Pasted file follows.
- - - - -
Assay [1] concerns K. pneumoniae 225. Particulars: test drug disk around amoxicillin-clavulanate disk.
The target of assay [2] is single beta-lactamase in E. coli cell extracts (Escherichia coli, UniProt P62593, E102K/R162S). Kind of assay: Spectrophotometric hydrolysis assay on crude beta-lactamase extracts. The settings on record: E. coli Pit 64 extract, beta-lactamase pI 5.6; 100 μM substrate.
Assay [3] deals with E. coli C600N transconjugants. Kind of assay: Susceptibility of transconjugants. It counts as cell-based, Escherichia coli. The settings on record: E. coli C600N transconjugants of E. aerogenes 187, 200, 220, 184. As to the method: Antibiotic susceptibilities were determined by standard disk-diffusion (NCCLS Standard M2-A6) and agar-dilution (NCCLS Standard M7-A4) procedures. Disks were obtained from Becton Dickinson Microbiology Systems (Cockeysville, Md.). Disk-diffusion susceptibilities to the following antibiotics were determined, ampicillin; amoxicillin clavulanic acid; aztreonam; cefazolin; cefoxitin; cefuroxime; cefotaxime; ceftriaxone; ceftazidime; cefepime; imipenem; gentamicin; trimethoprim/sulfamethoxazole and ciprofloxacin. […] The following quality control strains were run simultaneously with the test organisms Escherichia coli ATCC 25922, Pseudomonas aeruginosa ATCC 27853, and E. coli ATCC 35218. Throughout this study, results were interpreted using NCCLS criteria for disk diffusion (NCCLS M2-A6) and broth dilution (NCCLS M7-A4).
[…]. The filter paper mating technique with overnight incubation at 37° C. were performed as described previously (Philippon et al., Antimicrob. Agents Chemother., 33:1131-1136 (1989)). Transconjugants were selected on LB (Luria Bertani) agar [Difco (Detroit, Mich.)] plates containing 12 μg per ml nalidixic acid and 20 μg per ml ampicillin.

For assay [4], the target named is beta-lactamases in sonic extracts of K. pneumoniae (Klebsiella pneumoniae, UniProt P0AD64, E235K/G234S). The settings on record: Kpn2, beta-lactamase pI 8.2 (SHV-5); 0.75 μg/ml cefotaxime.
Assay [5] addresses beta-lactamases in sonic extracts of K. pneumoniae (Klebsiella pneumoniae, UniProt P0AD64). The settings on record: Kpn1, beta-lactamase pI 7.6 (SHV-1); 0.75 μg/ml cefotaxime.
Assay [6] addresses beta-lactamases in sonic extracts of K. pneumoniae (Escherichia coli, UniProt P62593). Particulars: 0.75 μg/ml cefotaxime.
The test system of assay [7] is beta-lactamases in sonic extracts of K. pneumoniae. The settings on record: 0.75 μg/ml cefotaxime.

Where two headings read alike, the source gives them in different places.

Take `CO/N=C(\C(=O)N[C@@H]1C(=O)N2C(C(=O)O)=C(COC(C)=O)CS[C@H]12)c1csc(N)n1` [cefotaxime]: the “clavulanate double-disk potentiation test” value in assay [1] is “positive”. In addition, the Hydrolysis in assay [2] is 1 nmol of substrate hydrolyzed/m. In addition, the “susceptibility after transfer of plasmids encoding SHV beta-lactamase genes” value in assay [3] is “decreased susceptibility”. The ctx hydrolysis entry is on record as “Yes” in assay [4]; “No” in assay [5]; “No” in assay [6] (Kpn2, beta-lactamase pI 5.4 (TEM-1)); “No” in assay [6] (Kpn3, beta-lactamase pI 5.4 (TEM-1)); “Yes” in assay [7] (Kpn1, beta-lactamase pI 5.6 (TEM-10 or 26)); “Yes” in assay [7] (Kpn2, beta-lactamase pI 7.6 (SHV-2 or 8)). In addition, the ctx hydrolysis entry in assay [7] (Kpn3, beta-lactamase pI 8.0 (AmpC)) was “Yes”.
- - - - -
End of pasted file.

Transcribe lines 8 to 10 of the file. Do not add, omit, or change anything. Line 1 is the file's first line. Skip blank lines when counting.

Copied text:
The test system of assay [7] is beta-lactamases in sonic extracts of K. pneumoniae. The settings on record: 0.75 μg/ml cefotaxime.

Where two headings read alike, the source gives them in different places.

Take `CO/N=C(\C(=O)N[C@@H]1C(=O)N2C(C(=O)O)=C(COC(C)=O)CS[C@H]12)c1csc(N)n1` [cefotaxime]: the “clavulanate double-disk potentiation test” value in assay [1] is “positive”. In addition, the Hydrolysis in assay [2] is 1 nmol of substrate hydrolyzed/m. In addition, the “susceptibility after transfer of plasmids encoding SHV beta-lactamase genes” value in assay [3] is “decreased susceptibility”. The ctx hydrolysis entry is on record as “Yes” in assay [4]; “No” in assay [5]; “No” in assay [6] (Kpn2, beta-lactamase pI 5.4 (TEM-1)); “No” in assay [6] (Kpn3, beta-lactamase pI 5.4 (TEM-1)); “Yes” in assay [7] (Kpn1, beta-lactamase pI 5.6 (TEM-10 or 26)); “Yes” in assay [7] (Kpn2, beta-lactamase pI 7.6 (SHV-2 or 8)). In addition, the ctx hydrolysis entry in assay [7] (Kpn3, beta-lactamase pI 8.0 (AmpC)) was “Yes”.